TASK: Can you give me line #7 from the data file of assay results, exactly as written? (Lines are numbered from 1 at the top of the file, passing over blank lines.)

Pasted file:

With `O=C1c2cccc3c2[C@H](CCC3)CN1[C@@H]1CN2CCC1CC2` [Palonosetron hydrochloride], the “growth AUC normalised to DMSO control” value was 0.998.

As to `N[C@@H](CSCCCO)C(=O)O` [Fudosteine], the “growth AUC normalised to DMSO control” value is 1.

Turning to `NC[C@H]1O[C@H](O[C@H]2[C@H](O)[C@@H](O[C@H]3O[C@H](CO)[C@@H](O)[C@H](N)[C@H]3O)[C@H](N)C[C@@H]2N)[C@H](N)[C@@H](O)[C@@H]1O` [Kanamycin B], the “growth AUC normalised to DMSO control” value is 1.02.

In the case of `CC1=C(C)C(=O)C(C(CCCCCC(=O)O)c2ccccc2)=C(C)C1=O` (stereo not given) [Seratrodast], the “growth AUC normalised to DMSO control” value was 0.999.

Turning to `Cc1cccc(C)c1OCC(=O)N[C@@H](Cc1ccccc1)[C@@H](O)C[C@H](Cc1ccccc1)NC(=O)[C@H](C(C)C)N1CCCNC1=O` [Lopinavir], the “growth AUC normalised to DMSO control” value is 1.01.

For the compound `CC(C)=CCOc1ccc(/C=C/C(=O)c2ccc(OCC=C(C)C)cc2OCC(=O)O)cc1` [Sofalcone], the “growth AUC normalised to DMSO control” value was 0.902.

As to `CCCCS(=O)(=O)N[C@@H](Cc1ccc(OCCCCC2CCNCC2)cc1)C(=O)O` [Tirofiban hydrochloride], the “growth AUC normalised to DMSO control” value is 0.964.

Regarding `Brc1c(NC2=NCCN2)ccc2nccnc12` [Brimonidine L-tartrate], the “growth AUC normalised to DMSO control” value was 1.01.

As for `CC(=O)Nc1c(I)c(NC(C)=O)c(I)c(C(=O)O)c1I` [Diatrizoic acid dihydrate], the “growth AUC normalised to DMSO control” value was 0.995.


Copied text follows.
As to `CCCCS(=O)(=O)N[C@@H](Cc1ccc(OCCCCC2CCNCC2)cc1)C(=O)O` [Tirofiban hydrochloride], the “growth AUC normalised to DMSO control” value is 0.964.